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Amnesty: US airstrikes in Syria 'potential war crimes'

[JURIST] There is evidence to suggest that coalition airstrikes in Syria are potential war crimes, according to an Amnesty International [advocacy website] report [text, PDF] released Tuesday detailing the effects on civilians of the US airstrike in Raqqa, Syria, which occurred from June to October of 2017.

Amnesty referred to the airstrikes, by the US-led Coalition against Islamic State (IS) insurgents, as "a war of annihilation."

In its investigation into possible violations of international humanitarian law, Amnesty reported on four Syrian families living in Raqqa. One of the families lost 39 members in the airstrikes.

"On the ground in Raqqa we witnessed a level of destruction comparable to anything we’ve seen in decades of covering the impact of wars," said [press release] Donatella Rovera, Senior Crisis Response Adviser at Amnesty International. She went on to say that the war crimes committed by IS did not excuse the coalition's actions.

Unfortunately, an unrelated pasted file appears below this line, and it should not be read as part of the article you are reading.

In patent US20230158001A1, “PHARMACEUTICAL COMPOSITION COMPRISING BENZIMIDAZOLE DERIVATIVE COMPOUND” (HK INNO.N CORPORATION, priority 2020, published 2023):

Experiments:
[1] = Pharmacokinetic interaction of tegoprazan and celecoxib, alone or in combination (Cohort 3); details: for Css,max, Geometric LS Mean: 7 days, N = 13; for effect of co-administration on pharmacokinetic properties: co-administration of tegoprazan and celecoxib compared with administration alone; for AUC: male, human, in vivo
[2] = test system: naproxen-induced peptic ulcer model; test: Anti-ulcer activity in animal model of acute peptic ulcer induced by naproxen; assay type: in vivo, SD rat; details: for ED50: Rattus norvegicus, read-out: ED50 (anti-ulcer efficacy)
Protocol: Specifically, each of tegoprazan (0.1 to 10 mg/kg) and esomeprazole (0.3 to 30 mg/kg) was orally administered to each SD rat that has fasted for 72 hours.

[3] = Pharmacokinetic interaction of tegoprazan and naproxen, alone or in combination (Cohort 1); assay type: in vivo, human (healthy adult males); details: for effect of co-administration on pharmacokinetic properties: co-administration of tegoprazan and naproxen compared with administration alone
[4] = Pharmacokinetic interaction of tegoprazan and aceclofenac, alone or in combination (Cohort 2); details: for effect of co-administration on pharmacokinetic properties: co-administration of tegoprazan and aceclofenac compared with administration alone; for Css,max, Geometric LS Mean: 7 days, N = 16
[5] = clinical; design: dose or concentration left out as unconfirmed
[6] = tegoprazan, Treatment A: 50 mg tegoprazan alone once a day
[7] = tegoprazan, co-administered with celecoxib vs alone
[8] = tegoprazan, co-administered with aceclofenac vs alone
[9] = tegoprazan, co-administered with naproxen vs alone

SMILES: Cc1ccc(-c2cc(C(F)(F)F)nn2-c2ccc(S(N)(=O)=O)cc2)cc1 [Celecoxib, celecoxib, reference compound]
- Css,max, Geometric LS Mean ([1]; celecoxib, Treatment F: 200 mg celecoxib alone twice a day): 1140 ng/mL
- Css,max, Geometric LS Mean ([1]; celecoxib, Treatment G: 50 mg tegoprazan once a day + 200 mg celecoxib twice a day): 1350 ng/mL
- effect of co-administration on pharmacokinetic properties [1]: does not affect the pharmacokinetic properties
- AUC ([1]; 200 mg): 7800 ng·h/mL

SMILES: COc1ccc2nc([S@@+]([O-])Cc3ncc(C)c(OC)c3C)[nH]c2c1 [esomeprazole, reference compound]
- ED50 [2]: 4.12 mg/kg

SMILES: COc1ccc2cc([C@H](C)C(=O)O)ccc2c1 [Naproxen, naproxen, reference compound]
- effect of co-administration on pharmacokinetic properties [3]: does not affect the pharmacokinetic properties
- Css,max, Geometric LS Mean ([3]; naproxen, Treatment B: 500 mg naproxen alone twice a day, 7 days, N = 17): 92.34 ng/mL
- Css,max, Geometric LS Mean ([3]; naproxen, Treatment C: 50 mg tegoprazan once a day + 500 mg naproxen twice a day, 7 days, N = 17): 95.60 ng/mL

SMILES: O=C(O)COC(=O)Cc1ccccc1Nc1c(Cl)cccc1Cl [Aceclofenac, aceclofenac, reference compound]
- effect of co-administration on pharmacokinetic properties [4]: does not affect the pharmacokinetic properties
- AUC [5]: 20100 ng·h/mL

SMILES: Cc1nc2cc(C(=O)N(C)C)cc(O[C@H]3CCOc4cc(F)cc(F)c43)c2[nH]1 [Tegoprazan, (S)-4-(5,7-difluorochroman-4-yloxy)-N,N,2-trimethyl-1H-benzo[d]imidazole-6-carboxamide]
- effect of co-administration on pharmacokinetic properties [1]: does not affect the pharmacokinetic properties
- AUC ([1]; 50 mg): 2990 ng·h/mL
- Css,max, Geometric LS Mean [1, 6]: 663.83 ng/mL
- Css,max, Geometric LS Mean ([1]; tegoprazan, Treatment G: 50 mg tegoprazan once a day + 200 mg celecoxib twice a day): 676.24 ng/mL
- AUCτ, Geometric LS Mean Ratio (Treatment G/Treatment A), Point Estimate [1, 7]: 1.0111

The organization said, "There is strong evidence that Coalition air and artillery strikes killed and injured thousands of civilians, including in disproportionate or indiscriminate attacks that violated international humanitarian law and are potential war crimes."

Amnesty calls on the coalition to acknowledge the civilian casualties and property damage, and also to allow for a transparent investigation into violations of international humanitarian law. The organization also called on the coalition to devise a protocol to ensure that civilian casualties are minimized in the future and to provide assistance to civilians who were harmed by the airstrikes.

In May the Organization for the Prohibition of Chemical Weapons concluded [JURIST report] that chemical weapons were likely used during the February attacks in Syria. In March a UN-based investigation unit claimed [JURIST report] that the evidence pointed to war crimes being committed by all sides in the Syria war.

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